The Tongariro Crossing – Trekking on Volcanoes in New Zealand

View across the central crater on Tongariro crossing, New Zealand

New Zealand is a trekker’s paradise. In the three weeks beforehand, I had already trekked the Milford Track, helihiked on Fox Glacier and trekked part of the Queen Charlotte track in the beautiful Marlborough Sounds – not to mention the many smaller day treks I had done in other parts of the country. My adventurous urges had been fully satisfied – almost. There was one more trekking experience that New Zealand is famous for, trekking on the volcanoes of the North Island.

The Tongariro Crossing is one of the greatest hikes in the world. Although it only takes one day, the scenery is spectacular and the fact that you are walking on a volcano makes it even better. The crossing is 19km over mostly rocky and often steep terrain, and although it’s not the hardest trek to do, you still need to be fairly fit to complete it.

The trek starts off fairly flat, making it an easy start as I walked over the barren landscape. Straight away I had amazing views of the two volcanoes of Mount Tongariro and the classic cone shaped volcano, Mount Ngauruhoe. It was summertime so there was no snow on the alpine peaks, and the temperatures were very pleasant. I soon built up a sweat though as the track began it’s first climb up the mountain, known as the Devil’s Staircase. I was super fit from all of my previous trekking adventures so the climb didn’t really bother me, but I still stopped to rest often just to take in the amazing views.

view on the Tongariro Crossing, New zealand

Looking back to where the track begins

 

As I climbed I got closer and closer to Mount Ngauruhoe, it’s cone towering over me. I could start to see why they chose this place to film parts of the “Lord of the Rings” here, I felt like I was in Mordor heading towards Mount Doom.

Mount Ngauruhoe on the Tongariro Crossing, New Zealand

Mount Ngauruhoe

 

At the top of the climb the track enters the south Crater of Mount Tongariro, providing a large section of flat track to rest your calf muscles. It felt strange to be walking across a large crater of a volcano, the rocky sides rising up above me and the ever present Mount Ngauruhoe on my right.

the south crater on the Tongariro Crossing, New Zealand

Inside the South Crater

 

At the end of the crater the track begins another climb up an exposed ridge. If the weather is good, you’re feeling fit enough and you have plenty of time, you can take a side trip from here to climb Mount Ngauruhoe. I was happy to look at it from below. I stopped along the ridge for a rest and a snack, where I had more amazing views of the alien landscape.

view on the tongariro crossing, new zealand

View of the volcanic landscape. It seems like another planet (or the land of Mordor)

Mount Ngauruhoe on the Tongariro Crossing, new Zealand

View across the South Crater to Mount Ngauruhoe

 

Continuing to climb up the rocky ridge, I began to smell the familiar foul odour of sulphur and when I got to the top, I could see the origin of the smell – the Red Crater. Steam was coming out from the red soil and rock in and around the crater, and I now really felt like I was on a volcano. I had to be careful on the edge as the rocky soil was very unstable and it wouldn’t be hard to fall in.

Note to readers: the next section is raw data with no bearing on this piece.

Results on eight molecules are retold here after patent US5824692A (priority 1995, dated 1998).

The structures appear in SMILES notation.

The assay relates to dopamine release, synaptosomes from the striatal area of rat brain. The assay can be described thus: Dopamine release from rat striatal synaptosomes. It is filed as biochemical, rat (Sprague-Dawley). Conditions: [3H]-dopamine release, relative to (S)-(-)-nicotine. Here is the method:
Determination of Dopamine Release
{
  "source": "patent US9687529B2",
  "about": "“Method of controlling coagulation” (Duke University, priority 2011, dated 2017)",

the Red Crater on the Tongariro crossing in New Zealand

Looking into the Red Crater

 

The Red Crater is the highest point of the Tongariro Crossing and from here the track starts to head down hill, starting with a scree slope. This is where you need to keep your balance and take it very easy. The lose rocks continuously slid from under me and I saw several other people end up on their backsides. From this slope there are amazing views of the Central Crater and the Emerald Lakes below, and as I half walked and half slid my way down the slope I could see the amazing colours of the water.

Emerald lakes on the tongariro crossing, new zealand

Looking down the scree slope to the Emerald Lakes, the Central Crater on the left.

 

At the bottom I took some time exploring the small heated lakes. The beautiful colours are caused by the minerals that are in the volcanic rocks. Lots of people had stopped here for lunch, but the sulphuric smell from the vents put me off eating.

Emerald lake on Tongariro Crossing, New Zealand

One of the Emerald Lakes

 

From here the track follows along the edge of the Central Crater before climbing up the crater side to the lake above. Blue Lake is much larger than the Emerald Lakes and apparently isn’t heated, but the water is acidic. The lake is sacred to the Maori people, so to avoid being disrespectful I ate my lunch at a distance, looking out over the blue water.

Blue Lake on the Tongariro Crossing, New Zealand

Blue Lake

 

The track then steadily heads down the mountain, mostly going through rocky terrain with alpine tussock grasses growing on it. Every now and then I would pass a volcanic vent or thermal spring that was pouring out steam.

Thermal spring on the Tongariro Crossing, New Zealand

Steam from a thermal spring

 

The final part of the 19km journey goes through beautiful cool rain forest, a dramatic change from the desert type terrain on the mountain above. Walking through the forest I crossed tiny streams while birds chirped in the trees above me, the perfect finish to an amazing trek.

Forest on the Tongrariro Crossing, New Zealand

Trekking through the forest

 

After arriving back in the town of Turangi, where I was staying during my time in the area, I finished off my day with a relaxing bath in one of the natural thermal springs, a great way to soothe your aching muscles after the day’s trek. I sat and reflected on how amazing the Tongariro Crossing was, it truly is one of the greatest treks in the world.

 

 

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